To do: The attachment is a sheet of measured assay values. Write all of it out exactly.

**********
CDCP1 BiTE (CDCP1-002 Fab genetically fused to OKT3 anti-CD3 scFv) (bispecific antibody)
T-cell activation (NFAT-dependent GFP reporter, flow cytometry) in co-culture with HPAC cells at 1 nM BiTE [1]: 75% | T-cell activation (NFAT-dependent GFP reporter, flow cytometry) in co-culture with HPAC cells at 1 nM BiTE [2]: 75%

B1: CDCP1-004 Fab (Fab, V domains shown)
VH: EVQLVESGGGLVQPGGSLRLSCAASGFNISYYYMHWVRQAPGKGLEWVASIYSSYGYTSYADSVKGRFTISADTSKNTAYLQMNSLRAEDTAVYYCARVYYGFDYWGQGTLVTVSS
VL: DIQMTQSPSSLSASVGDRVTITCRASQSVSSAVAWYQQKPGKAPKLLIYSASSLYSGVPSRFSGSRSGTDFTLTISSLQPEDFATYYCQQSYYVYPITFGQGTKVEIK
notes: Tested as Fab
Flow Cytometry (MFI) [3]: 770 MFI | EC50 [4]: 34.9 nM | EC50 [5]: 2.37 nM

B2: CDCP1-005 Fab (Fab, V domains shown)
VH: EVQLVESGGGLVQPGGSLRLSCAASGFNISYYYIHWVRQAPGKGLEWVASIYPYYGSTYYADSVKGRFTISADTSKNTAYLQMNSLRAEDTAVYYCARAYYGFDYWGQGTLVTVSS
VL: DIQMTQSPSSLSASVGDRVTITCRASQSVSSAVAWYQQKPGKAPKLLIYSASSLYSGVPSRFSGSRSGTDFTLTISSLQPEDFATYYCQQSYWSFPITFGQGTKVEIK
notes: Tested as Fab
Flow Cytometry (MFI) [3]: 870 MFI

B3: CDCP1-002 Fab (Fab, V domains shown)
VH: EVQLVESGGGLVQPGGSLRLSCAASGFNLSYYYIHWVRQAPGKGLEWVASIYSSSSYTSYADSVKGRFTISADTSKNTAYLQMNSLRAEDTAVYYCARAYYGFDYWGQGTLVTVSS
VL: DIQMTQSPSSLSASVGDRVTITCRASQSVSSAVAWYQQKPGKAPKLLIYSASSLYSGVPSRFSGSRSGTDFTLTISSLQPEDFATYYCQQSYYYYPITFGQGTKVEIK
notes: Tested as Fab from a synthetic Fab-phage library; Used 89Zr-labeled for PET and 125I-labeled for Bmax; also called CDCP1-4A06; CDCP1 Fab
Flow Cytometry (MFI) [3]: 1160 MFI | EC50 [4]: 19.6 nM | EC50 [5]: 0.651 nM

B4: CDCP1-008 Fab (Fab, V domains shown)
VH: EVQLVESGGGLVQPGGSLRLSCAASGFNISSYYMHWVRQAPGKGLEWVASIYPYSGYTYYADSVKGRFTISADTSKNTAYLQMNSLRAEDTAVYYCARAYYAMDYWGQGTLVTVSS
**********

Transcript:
CDCP1 BiTE (CDCP1-002 Fab genetically fused to OKT3 anti-CD3 scFv) (bispecific antibody)
T-cell activation (NFAT-dependent GFP reporter, flow cytometry) in co-culture with HPAC cells at 1 nM BiTE [1]: 75% | T-cell activation (NFAT-dependent GFP reporter, flow cytometry) in co-culture with HPAC cells at 1 nM BiTE [2]: 75%

B1: CDCP1-004 Fab (Fab, V domains shown)
VH: EVQLVESGGGLVQPGGSLRLSCAASGFNISYYYMHWVRQAPGKGLEWVASIYSSYGYTSYADSVKGRFTISADTSKNTAYLQMNSLRAEDTAVYYCARVYYGFDYWGQGTLVTVSS
VL: DIQMTQSPSSLSASVGDRVTITCRASQSVSSAVAWYQQKPGKAPKLLIYSASSLYSGVPSRFSGSRSGTDFTLTISSLQPEDFATYYCQQSYYVYPITFGQGTKVEIK
notes: Tested as Fab
Flow Cytometry (MFI) [3]: 770 MFI | EC50 [4]: 34.9 nM | EC50 [5]: 2.37 nM

B2: CDCP1-005 Fab (Fab, V domains shown)
VH: EVQLVESGGGLVQPGGSLRLSCAASGFNISYYYIHWVRQAPGKGLEWVASIYPYYGSTYYADSVKGRFTISADTSKNTAYLQMNSLRAEDTAVYYCARAYYGFDYWGQGTLVTVSS
VL: DIQMTQSPSSLSASVGDRVTITCRASQSVSSAVAWYQQKPGKAPKLLIYSASSLYSGVPSRFSGSRSGTDFTLTISSLQPEDFATYYCQQSYWSFPITFGQGTKVEIK
notes: Tested as Fab
Flow Cytometry (MFI) [3]: 870 MFI

B3: CDCP1-002 Fab (Fab, V domains shown)
VH: EVQLVESGGGLVQPGGSLRLSCAASGFNLSYYYIHWVRQAPGKGLEWVASIYSSSSYTSYADSVKGRFTISADTSKNTAYLQMNSLRAEDTAVYYCARAYYGFDYWGQGTLVTVSS
VL: DIQMTQSPSSLSASVGDRVTITCRASQSVSSAVAWYQQKPGKAPKLLIYSASSLYSGVPSRFSGSRSGTDFTLTISSLQPEDFATYYCQQSYYYYPITFGQGTKVEIK
notes: Tested as Fab from a synthetic Fab-phage library; Used 89Zr-labeled for PET and 125I-labeled for Bmax; also called CDCP1-4A06; CDCP1 Fab
Flow Cytometry (MFI) [3]: 1160 MFI | EC50 [4]: 19.6 nM | EC50 [5]: 0.651 nM

B4: CDCP1-008 Fab (Fab, V domains shown)
VH: EVQLVESGGGLVQPGGSLRLSCAASGFNISSYYMHWVRQAPGKGLEWVASIYPYSGYTYYADSVKGRFTISADTSKNTAYLQMNSLRAEDTAVYYCARAYYAMDYWGQGTLVTVSS